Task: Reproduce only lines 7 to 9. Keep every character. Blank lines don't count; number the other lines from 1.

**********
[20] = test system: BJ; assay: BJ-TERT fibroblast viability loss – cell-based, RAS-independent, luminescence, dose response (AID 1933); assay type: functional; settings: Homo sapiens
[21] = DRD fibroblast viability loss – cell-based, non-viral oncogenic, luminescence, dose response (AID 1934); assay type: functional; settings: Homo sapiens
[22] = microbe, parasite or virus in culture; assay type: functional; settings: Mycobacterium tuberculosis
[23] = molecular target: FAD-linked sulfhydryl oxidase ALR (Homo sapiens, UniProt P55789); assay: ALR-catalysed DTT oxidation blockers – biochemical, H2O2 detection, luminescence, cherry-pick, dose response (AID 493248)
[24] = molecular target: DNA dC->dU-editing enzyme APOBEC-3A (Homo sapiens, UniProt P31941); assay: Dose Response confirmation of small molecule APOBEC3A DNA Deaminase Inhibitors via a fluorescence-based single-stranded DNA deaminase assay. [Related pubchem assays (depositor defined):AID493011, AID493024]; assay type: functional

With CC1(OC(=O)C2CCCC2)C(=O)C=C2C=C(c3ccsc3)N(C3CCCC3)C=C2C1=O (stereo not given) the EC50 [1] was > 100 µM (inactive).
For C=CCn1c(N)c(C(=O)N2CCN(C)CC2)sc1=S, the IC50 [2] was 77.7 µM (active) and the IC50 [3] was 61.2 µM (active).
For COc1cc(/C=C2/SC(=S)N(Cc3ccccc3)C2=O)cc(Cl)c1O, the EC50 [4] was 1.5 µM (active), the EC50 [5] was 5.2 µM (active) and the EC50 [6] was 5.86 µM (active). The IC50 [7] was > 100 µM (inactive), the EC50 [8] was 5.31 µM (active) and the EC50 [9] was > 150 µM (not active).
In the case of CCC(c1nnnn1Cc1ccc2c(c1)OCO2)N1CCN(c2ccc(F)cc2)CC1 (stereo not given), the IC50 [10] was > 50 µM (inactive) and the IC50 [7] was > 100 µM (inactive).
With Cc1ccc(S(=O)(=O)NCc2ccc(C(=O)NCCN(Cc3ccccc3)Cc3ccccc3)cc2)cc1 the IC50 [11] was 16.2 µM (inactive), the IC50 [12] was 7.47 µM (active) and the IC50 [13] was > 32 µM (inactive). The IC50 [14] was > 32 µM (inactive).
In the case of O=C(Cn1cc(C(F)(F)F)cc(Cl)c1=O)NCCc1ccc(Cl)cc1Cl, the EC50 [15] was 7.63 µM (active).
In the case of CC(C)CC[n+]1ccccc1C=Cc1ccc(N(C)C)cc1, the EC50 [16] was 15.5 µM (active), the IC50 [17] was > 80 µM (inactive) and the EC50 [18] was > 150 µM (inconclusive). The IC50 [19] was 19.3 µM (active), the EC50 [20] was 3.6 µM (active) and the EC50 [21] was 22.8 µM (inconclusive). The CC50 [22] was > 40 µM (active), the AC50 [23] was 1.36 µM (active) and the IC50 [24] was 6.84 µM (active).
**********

For C=CCn1c(N)c(C(=O)N2CCN(C)CC2)sc1=S, the IC50 [2] was 77.7 µM (active) and the IC50 [3] was 61.2 µM (active).
For COc1cc(/C=C2/SC(=S)N(Cc3ccccc3)C2=O)cc(Cl)c1O, the EC50 [4] was 1.5 µM (active), the EC50 [5] was 5.2 µM (active) and the EC50 [6] was 5.86 µM (active). The IC50 [7] was > 100 µM (inactive), the EC50 [8] was 5.31 µM (active) and the EC50 [9] was > 150 µM (not active).
In the case of CCC(c1nnnn1Cc1ccc2c(c1)OCO2)N1CCN(c2ccc(F)cc2)CC1 (stereo not given), the IC50 [10] was > 50 µM (inactive) and the IC50 [7] was > 100 µM (inactive).